The Jingak Order, a school of South Korean Buddhism, has become implicated in allegations of sexual misconduct. Two female employees who were working for the order’s Social Welfare Foundation have made formal complaints against the eldest son of Jingak Order leader Chong-in, identified only by his surname Kim.
According to South Korean media, the two women filed their complaints in December. Despite their allegations, no internal inquiry has been carried out, but a police investigation is ongoing.
Kim, 40, was appointed as marketing manager of the Jingak Social Welfare Foundation in August 2013, following the appointment of his father as the leader of the Jingak Order in May 2013. He holds the second-highest position in the organization and has been given the nickname “Jingak Prince” by members of the sect. Kim is known to exert a great deal of influence inside the order and the allegations have not affected his position.
One of the victims alleges that there were two instances in which Kim groped her. The first occurred at a karaoke bar in 2015, during a dinner for staff of Jingak Social Welfare Foundation. The first incident, according to the women, was brief as it was interrupted by one of her coworkers, who intervened. Later the same night, Kim allegedly approached her agai, touching her backside and thigh. According to the woman, Kim was not drunk at the time and sexually harassed her on a separate occasion in 2017, this time more explicitly. The other woman accused Kim of touching her cheek and hugging her against her will in 2017.
Kim has denied all allegations. He stated in an interview with the Hankyoreh newspaper that he does not know the victims and has never sexually harassed them. Kim added that because he is aware of his father’s position within the Buddhist sect, he has always attempted to keep a low profile and pay extra attention to his actions to make sure he does not cause any trouble.
The Jingak Order (대한불교진각종) is an esoteric Vajrayana Buddhist order founded in 1947 by Grand Master Hoedang (1902–1963). It is South Korea’s third-largest Buddhist order, following the Jogye and Taego orders (both Seon or Korean Zen orders), with an estimated 700,000 followers nationwide. In addition to temples in South Korea, the order also has parishes in Canada, China, Nepal, Sri Lanka, and the United States.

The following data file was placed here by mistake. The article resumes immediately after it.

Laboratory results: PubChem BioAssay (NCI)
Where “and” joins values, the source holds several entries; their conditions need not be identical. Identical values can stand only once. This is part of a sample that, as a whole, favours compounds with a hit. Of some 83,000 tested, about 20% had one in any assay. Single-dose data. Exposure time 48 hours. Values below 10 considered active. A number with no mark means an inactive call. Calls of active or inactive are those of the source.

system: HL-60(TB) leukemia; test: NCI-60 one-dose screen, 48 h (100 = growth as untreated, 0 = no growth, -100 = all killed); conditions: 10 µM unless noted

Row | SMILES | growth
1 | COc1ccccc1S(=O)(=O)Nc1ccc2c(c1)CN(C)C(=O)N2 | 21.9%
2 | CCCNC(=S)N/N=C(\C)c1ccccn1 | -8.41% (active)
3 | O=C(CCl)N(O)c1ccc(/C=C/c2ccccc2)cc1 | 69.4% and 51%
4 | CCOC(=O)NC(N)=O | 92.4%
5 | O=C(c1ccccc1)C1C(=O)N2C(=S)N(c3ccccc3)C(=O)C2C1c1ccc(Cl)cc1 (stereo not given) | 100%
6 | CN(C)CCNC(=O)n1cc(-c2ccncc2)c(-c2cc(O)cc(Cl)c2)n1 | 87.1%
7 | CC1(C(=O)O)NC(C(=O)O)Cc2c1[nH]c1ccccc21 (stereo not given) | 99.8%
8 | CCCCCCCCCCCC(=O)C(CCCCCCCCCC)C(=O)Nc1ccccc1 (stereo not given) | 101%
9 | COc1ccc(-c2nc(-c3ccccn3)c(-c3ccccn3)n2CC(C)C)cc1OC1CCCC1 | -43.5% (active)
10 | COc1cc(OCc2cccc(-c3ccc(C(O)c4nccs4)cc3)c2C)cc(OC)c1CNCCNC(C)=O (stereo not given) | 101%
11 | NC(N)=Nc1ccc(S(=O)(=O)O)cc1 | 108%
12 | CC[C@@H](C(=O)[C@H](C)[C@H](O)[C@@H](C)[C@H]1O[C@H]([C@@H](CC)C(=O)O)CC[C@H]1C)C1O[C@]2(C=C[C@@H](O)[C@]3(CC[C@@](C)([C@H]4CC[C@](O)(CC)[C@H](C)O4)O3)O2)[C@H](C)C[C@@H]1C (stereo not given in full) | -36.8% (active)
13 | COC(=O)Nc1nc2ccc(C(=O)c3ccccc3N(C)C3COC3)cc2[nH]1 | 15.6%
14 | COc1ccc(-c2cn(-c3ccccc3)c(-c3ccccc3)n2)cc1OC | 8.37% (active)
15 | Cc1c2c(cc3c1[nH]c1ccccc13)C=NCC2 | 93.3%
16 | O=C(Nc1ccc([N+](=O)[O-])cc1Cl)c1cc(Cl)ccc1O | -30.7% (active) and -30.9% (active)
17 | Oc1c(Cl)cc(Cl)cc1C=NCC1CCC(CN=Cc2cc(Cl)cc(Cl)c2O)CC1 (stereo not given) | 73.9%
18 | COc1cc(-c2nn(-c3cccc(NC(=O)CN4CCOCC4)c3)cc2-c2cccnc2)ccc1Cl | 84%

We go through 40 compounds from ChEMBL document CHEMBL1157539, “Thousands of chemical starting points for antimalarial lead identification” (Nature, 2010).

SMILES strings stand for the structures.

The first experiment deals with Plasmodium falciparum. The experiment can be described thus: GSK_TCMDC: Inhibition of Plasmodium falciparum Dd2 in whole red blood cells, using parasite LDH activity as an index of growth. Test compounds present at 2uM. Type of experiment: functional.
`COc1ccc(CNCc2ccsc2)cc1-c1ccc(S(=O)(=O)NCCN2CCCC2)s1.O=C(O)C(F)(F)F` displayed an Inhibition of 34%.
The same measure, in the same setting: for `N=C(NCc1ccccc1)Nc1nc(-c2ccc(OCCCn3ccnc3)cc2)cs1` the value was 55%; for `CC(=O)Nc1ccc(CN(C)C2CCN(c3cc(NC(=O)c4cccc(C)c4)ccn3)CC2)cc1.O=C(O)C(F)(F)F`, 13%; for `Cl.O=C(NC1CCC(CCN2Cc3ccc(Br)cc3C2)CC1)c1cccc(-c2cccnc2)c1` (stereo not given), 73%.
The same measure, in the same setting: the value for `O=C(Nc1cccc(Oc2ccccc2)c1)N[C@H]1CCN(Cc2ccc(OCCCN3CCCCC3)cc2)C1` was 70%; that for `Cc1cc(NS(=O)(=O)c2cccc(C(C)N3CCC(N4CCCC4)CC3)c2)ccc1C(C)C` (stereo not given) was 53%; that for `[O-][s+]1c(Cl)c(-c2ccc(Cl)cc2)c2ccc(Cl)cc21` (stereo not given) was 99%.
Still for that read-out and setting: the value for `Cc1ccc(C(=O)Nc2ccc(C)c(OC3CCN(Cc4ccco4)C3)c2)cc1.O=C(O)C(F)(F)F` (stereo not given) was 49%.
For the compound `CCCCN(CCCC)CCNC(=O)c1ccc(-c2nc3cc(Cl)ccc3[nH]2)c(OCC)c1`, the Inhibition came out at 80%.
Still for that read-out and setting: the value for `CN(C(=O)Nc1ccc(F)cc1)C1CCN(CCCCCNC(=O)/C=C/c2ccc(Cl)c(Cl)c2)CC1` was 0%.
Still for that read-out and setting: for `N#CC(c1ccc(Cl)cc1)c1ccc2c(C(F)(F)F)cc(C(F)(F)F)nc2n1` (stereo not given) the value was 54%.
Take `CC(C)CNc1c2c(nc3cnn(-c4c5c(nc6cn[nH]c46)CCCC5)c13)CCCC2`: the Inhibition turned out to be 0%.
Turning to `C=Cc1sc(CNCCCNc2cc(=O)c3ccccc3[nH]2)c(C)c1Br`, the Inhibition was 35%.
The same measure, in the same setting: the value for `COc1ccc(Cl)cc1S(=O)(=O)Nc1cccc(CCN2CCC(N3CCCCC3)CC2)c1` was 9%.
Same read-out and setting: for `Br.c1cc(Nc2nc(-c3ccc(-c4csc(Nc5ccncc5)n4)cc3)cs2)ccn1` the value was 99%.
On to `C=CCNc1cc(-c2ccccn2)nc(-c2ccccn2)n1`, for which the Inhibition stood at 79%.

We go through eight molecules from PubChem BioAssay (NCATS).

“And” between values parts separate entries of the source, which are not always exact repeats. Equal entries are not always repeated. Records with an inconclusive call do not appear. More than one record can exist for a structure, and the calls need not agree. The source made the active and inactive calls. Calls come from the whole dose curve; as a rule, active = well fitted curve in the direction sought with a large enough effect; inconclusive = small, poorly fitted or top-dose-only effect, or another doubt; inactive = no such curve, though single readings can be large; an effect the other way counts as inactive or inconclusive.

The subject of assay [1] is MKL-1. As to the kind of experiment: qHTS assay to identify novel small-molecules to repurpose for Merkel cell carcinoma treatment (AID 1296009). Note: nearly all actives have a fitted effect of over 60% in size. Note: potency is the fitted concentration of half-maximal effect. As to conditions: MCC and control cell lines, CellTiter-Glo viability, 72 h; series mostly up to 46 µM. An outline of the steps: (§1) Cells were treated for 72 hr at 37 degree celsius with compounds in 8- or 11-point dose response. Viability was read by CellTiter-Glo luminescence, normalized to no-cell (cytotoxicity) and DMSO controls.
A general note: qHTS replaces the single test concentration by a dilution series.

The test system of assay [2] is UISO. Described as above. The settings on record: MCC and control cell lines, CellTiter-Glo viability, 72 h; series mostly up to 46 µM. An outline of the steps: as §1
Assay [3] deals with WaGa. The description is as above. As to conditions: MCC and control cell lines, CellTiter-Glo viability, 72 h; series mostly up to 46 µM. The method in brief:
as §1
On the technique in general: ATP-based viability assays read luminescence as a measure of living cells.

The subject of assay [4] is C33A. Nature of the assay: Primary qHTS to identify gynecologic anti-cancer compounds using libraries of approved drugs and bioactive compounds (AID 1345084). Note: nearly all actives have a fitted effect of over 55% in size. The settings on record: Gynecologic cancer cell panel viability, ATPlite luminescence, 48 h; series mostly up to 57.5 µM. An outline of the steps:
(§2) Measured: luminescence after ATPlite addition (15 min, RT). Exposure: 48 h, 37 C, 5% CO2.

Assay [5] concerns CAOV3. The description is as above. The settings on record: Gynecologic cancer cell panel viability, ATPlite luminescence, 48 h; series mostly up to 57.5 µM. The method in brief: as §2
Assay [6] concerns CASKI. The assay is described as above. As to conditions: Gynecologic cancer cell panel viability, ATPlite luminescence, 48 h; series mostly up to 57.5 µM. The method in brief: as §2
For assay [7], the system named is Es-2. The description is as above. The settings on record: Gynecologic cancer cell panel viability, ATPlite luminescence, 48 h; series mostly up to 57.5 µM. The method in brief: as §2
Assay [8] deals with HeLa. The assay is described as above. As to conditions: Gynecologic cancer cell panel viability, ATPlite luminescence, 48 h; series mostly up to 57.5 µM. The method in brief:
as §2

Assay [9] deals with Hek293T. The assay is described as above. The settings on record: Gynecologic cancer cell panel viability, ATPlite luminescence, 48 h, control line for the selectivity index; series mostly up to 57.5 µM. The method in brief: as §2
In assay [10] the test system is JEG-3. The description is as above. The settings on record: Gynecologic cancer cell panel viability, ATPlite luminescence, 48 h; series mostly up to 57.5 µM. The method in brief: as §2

The Jingak Order emphasizes devotion to Vairocana Buddha over Shakyamuni Buddha. Contrary to the rules of most other schools of Buddhism, monastics of the Jingak Order are permitted to grow their hair, marry, and have children. Married couples may even preach together.
The order seeks to apply Buddhist principles and teachings to social improvement, following the principles of engaged Buddhism. The Jingak Social Welfare Foundation is the order’s expression of this aim, operatiing 44 social welfare facilities, such as elderly welfare centers and daycare centers commissioned by local governments.
The sexual misconduct allegations are part of the #MeToo movement that belatedly took off with a fervor in South Korea’s male-dominated society, where discussion of sexual misconduct has long been taboo. Several public figures, including authors, politicians, and public prosecutors, have been convicted following #MeToo allegations. Earlier this week, a South Korean human rights watchdog announced that it would launch the country’s largest-ever investigation into sexual abuse in sports after an Olympic speed skating champion accused her former coach of abuse, triggering a wave of similar complaints from other athletes.
Buddhist sect embroiled in sexual misconduct allegation (The Korea Times)
[단독] “진각종최고지도자아들에게성추행당했다” (Hankyoreh)
South Korea launches ‘biggest ever’ investigation into sex abuse in sport as country’s #MeToo wave continues (The Telegraph)